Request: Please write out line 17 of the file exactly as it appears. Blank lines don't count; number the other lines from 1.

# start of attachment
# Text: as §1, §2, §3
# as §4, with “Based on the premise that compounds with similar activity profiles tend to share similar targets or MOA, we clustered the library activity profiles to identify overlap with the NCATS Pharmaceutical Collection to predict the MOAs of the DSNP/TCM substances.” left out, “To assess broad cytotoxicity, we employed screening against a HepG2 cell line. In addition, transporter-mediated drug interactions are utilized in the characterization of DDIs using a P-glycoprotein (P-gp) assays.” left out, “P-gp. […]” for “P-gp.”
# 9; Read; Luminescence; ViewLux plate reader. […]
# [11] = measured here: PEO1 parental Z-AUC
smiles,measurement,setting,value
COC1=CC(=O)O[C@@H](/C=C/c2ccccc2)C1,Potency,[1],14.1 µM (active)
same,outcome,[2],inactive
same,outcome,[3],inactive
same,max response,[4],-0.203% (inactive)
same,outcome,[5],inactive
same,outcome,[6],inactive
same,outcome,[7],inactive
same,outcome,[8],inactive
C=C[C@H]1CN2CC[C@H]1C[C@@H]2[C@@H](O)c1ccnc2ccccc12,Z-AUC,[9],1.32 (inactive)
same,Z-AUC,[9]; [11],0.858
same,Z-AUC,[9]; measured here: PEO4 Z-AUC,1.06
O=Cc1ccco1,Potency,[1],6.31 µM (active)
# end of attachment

O=Cc1ccco1,Potency,[1],6.31 µM (active)